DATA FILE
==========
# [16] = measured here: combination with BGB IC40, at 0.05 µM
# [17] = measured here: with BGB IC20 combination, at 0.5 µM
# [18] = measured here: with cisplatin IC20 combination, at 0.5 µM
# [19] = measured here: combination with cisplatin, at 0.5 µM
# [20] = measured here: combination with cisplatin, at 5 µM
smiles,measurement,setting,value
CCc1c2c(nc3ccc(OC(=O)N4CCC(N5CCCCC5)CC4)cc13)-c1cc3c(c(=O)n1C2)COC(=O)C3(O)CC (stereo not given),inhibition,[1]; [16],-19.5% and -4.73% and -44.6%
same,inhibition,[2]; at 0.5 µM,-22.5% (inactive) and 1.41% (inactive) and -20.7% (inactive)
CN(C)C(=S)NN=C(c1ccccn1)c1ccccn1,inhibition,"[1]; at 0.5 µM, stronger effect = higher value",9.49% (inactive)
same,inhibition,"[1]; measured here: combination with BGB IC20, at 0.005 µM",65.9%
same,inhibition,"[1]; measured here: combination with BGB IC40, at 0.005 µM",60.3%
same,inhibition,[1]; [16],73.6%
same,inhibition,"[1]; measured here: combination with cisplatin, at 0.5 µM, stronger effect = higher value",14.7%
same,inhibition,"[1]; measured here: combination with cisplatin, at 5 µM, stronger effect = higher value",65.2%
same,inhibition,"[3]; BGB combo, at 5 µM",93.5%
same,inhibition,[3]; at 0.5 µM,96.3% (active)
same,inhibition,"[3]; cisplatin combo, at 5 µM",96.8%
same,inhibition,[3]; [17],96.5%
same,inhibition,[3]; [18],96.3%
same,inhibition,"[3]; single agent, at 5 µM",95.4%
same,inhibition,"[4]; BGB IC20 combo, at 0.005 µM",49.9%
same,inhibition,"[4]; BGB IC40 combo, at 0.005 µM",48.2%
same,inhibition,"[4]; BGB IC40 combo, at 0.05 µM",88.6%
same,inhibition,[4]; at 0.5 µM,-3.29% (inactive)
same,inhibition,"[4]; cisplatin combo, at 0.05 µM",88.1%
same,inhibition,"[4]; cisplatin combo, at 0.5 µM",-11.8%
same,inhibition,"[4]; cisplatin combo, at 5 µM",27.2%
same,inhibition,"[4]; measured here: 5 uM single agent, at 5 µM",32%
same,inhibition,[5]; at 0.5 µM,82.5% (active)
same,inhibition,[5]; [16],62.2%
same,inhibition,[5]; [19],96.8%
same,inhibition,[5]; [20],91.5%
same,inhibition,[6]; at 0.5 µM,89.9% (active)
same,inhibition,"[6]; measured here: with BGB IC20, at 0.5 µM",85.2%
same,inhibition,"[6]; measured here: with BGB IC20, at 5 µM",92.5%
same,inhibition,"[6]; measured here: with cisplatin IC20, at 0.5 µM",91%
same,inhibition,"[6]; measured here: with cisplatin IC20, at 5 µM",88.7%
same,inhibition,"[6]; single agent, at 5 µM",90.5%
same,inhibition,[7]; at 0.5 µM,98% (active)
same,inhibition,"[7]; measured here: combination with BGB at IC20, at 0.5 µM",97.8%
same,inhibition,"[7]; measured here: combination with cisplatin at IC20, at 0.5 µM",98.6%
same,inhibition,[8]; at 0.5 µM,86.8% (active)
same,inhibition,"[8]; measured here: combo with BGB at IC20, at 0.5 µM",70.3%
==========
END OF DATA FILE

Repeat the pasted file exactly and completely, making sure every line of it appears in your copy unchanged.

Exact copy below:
# [16] = measured here: combination with BGB IC40, at 0.05 µM
# [17] = measured here: with BGB IC20 combination, at 0.5 µM
# [18] = measured here: with cisplatin IC20 combination, at 0.5 µM
# [19] = measured here: combination with cisplatin, at 0.5 µM
# [20] = measured here: combination with cisplatin, at 5 µM
smiles,measurement,setting,value
CCc1c2c(nc3ccc(OC(=O)N4CCC(N5CCCCC5)CC4)cc13)-c1cc3c(c(=O)n1C2)COC(=O)C3(O)CC (stereo not given),inhibition,[1]; [16],-19.5% and -4.73% and -44.6%
same,inhibition,[2]; at 0.5 µM,-22.5% (inactive) and 1.41% (inactive) and -20.7% (inactive)
CN(C)C(=S)NN=C(c1ccccn1)c1ccccn1,inhibition,"[1]; at 0.5 µM, stronger effect = higher value",9.49% (inactive)
same,inhibition,"[1]; measured here: combination with BGB IC20, at 0.005 µM",65.9%
same,inhibition,"[1]; measured here: combination with BGB IC40, at 0.005 µM",60.3%
same,inhibition,[1]; [16],73.6%
same,inhibition,"[1]; measured here: combination with cisplatin, at 0.5 µM, stronger effect = higher value",14.7%
same,inhibition,"[1]; measured here: combination with cisplatin, at 5 µM, stronger effect = higher value",65.2%
same,inhibition,"[3]; BGB combo, at 5 µM",93.5%
same,inhibition,[3]; at 0.5 µM,96.3% (active)
same,inhibition,"[3]; cisplatin combo, at 5 µM",96.8%
same,inhibition,[3]; [17],96.5%
same,inhibition,[3]; [18],96.3%
same,inhibition,"[3]; single agent, at 5 µM",95.4%
same,inhibition,"[4]; BGB IC20 combo, at 0.005 µM",49.9%
same,inhibition,"[4]; BGB IC40 combo, at 0.005 µM",48.2%
same,inhibition,"[4]; BGB IC40 combo, at 0.05 µM",88.6%
same,inhibition,[4]; at 0.5 µM,-3.29% (inactive)
same,inhibition,"[4]; cisplatin combo, at 0.05 µM",88.1%
same,inhibition,"[4]; cisplatin combo, at 0.5 µM",-11.8%
same,inhibition,"[4]; cisplatin combo, at 5 µM",27.2%
same,inhibition,"[4]; measured here: 5 uM single agent, at 5 µM",32%
same,inhibition,[5]; at 0.5 µM,82.5% (active)
same,inhibition,[5]; [16],62.2%
same,inhibition,[5]; [19],96.8%
same,inhibition,[5]; [20],91.5%
same,inhibition,[6]; at 0.5 µM,89.9% (active)
same,inhibition,"[6]; measured here: with BGB IC20, at 0.5 µM",85.2%
same,inhibition,"[6]; measured here: with BGB IC20, at 5 µM",92.5%
same,inhibition,"[6]; measured here: with cisplatin IC20, at 0.5 µM",91%
same,inhibition,"[6]; measured here: with cisplatin IC20, at 5 µM",88.7%
same,inhibition,"[6]; single agent, at 5 µM",90.5%
same,inhibition,[7]; at 0.5 µM,98% (active)
same,inhibition,"[7]; measured here: combination with BGB at IC20, at 0.5 µM",97.8%
same,inhibition,"[7]; measured here: combination with cisplatin at IC20, at 0.5 µM",98.6%
same,inhibition,[8]; at 0.5 µM,86.8% (active)
same,inhibition,"[8]; measured here: combo with BGB at IC20, at 0.5 µM",70.3%